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Wednesday, December 16, 2009


VATICAN CITY, 16 DEC 2009 (VIS) - Benedict XVI focused his catechesis during this morning's general audience on the figure of John of Salisbury, a philosopher and theologian born in England towards the beginning of the twelfth century.

  Educated in Paris and Chartres, John of Salisbury acted as counsellor to various archbishops of Canterbury at whose service he placed his vast knowledge and diplomatic skills. One of these was Thomas Becket whom John followed into exile in France when that archbishop fell into dispute with King Henry II who wished to affirmed his authority over the Church and thus limit her freedom. As an elderly man, John was appointed bishop of Chartres, where he remained until his death in 1180.

  The Pope mentioned John of Salisbury's two principal works: the "Metaloghicon" (In defence of logic) and the "Policraticus" (The man of government). In the first of these John expresses the view that "believers and theologians who study the treasure of the faith deeply also open themselves to the practical knowledge which guides everyday actions; in other words, to moral laws and the exercise of virtue".

  The central thesis of the "Policraticus" is that there exists "an objective and immutable truth, the origin of which is in God, a truth accessible to human reason and which concerns practical and social activities. This is a natural law from which human legislation, and political and religious authorities, must draw inspiration in order to promote the common good". This natural law is characterised by a property "which John calls 'equity', by which he means giving each person his rights. From here arise precepts which are legitimate to all peoples and which cannot under any circumstances be abrogated".

  "The question of the relationship between natural law and positive law, as mediated by equity, is still of great importance", said Benedict XVI. "Indeed, in our own time, and especially in certain countries, we are witnessing a disquieting fracture between reason, which has the task of discovering the ethical values associated with human dignity, and freedom, which has the responsibility of accepting and promoting those values.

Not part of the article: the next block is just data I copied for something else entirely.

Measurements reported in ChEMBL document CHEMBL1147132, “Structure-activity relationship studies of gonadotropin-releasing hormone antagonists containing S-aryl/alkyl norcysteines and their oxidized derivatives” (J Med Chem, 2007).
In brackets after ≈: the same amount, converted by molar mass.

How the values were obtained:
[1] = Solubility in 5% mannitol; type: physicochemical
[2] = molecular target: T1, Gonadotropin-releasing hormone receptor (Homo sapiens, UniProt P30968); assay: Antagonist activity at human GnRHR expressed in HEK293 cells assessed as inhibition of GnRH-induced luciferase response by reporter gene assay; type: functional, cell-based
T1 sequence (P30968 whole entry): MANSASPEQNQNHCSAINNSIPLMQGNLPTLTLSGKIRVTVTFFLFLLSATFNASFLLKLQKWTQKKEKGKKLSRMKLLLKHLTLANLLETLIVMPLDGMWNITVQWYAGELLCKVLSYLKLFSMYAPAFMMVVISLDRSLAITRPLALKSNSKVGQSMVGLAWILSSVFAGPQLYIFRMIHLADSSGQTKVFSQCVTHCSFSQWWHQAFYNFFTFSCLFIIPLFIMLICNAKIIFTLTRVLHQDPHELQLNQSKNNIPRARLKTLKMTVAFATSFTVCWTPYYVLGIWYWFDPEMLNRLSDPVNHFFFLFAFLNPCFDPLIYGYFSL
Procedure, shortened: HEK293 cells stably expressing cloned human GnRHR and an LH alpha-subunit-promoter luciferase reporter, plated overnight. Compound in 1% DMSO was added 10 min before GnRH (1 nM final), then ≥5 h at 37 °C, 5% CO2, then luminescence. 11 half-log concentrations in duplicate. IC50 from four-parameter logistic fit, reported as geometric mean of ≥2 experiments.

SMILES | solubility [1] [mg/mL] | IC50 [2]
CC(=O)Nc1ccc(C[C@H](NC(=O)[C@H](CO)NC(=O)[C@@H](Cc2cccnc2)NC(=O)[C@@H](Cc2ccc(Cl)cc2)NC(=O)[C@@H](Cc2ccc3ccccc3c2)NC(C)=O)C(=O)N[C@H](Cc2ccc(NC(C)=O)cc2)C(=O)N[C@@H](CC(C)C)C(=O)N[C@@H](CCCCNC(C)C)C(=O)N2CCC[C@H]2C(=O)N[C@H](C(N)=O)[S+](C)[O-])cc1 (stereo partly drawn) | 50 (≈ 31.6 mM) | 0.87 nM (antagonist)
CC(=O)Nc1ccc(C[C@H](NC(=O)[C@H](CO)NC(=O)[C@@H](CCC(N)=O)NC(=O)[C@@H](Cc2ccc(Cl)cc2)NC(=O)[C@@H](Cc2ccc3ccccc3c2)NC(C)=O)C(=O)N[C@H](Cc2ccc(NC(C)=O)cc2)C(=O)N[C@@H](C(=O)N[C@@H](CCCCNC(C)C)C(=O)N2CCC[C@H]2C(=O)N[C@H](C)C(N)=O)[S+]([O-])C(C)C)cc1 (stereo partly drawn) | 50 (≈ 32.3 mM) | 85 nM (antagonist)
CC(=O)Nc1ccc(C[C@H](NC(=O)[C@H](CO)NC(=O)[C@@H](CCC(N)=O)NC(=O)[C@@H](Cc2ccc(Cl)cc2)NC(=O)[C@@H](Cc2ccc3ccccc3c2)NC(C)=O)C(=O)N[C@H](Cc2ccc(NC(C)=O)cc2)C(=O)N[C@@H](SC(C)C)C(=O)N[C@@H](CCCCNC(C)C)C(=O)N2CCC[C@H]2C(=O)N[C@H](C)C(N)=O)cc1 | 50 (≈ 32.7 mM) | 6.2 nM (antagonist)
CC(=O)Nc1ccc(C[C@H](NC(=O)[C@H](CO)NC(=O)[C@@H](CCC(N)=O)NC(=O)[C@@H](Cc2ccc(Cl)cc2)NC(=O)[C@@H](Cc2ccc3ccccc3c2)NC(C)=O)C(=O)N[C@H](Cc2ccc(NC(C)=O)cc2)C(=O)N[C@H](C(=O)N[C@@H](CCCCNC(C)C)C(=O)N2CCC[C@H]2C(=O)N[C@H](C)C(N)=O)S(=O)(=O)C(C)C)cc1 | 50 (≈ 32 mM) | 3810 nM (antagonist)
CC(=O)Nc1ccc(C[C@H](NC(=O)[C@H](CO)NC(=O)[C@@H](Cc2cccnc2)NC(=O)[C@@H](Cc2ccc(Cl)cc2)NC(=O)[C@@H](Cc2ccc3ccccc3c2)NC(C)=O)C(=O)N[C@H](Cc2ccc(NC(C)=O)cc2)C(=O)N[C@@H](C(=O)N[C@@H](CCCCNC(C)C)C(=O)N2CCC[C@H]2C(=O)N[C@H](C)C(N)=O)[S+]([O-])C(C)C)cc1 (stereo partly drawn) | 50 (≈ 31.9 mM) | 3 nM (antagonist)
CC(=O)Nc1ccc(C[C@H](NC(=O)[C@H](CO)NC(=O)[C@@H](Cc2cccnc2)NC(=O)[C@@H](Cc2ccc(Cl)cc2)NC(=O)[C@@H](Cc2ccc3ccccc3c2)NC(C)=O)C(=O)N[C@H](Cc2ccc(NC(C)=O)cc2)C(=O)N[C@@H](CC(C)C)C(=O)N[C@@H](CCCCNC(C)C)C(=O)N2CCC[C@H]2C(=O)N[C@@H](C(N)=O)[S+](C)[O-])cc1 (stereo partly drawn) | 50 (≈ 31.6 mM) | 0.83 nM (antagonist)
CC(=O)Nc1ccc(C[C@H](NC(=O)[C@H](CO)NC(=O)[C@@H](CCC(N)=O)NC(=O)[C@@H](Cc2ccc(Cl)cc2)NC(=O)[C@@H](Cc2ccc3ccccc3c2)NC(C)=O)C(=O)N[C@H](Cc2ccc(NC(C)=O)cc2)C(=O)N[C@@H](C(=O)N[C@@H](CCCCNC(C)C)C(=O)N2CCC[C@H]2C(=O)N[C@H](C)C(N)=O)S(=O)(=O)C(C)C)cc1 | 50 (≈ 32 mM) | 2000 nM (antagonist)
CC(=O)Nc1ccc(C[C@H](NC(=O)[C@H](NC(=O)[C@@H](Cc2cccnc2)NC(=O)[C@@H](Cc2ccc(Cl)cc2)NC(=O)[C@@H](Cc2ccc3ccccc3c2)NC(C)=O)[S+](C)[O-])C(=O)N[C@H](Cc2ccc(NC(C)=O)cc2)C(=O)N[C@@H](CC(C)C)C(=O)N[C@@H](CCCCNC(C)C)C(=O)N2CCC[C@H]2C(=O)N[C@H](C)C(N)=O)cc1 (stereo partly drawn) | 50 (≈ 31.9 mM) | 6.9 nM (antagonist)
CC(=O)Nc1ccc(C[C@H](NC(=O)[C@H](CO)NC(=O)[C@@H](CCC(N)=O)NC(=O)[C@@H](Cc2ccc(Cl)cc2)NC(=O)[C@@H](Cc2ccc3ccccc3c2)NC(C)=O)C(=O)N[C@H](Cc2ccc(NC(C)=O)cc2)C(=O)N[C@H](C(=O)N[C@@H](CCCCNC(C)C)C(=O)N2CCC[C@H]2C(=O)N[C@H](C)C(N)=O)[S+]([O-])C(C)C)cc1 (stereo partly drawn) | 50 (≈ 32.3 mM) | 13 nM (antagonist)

"Perhaps", he added, "John of Salisbury would remind us today that the only 'equitable' laws are those that defend the sacredness of human life and reject the legitimacy of abortion, euthanasia and unrestrained genetic experimentation; the laws that respect the dignity of marriage between a man and a woman, that are inspired by a correct understanding of the secularism of the State - a secularism that must always include the safeguarding of religious freedom - and that seek subsidiarity and solidarity at the national and international level.

  "Otherwise", the Holy Father concluded: "we would end up with what John of Salisbury defined as the 'tyranny of the prince' or, as we would say, 'the dictatorship of relativism', a relativism which, as I said some years ago, 'recognises nothing as definite and has as its ultimate measure only the self and its own desires'".
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VATICAN CITY, 16 DEC 2009 (VIS) - At the end of today's general audience, celebrated in the Vatican's Paul VI Hall, Benedict XVI received the honorary citizenship of Introd, the village in the Italian region of Valle d'Aosta where he often spends a period of summer vacation.

  The Pope expressed his thanks to Augusto Rollandin, president of the Autonomous Region of Valle d'Aosta, and to Osvaldo Naudin, mayor of Introd, for having granted him this honour, and recalled how he had spent "unforgettable periods of rest" in the village, "surrounded by the splendour of the alpine panorama which favours the encounter with the Creator and restores the spirit".

  "I am happy to learn from the mayor's address", the Holy Father went on, "that my presence in Valle d'Aosta, and earlier that of my beloved predecessor John Paul II, has favoured a growth in the faith among the people there, who are dear to me and so rich in Christian tradition and in many signs of religious vitality".

  Benedict XVI also praised the pastoral labours of Bishop Giuseppe Anfossi of Aosta during a time in which "society nourishes illusions and false hopes, especially in the young generations, but which the Lord even today calls to become a 'family' of children of God who live with 'one heart and one soul'".
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VATICAN CITY, 16 DEC 2009 (VIS) - The Holy Father appointed Fr. Jose Luiz Majella Delgado C.Ss.R., adjunct under secretary general of the National Conference of Bishops of Brazil, as bishop of Jatai (area 62,978, population 557,000, Catholics 454,000, priests 47, permanent deacons 17, religious 59), Brazil. The bishop-elect was born in Juiz de For a, Brazil in 1953 and ordained a priest in 1981. He succeeds Bishop Aloisio Hilario de Pinho F.D.P., whose resignation from the pastoral care of the same diocese the Holy Father accepted, upon having reached the age limit.
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